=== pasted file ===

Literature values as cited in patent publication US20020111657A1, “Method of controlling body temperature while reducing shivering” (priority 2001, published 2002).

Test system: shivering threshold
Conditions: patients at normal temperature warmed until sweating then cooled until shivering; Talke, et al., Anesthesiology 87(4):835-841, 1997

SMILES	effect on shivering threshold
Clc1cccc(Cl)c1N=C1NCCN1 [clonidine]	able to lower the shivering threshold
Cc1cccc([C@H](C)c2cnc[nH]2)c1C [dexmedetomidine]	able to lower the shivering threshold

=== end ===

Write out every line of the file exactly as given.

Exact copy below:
Literature values as cited in patent publication US20020111657A1, “Method of controlling body temperature while reducing shivering” (priority 2001, published 2002).

Test system: shivering threshold
Conditions: patients at normal temperature warmed until sweating then cooled until shivering; Talke, et al., Anesthesiology 87(4):835-841, 1997

SMILES	effect on shivering threshold
Clc1cccc(Cl)c1N=C1NCCN1 [clonidine]	able to lower the shivering threshold
Cc1cccc([C@H](C)c2cnc[nH]2)c1C [dexmedetomidine]	able to lower the shivering threshold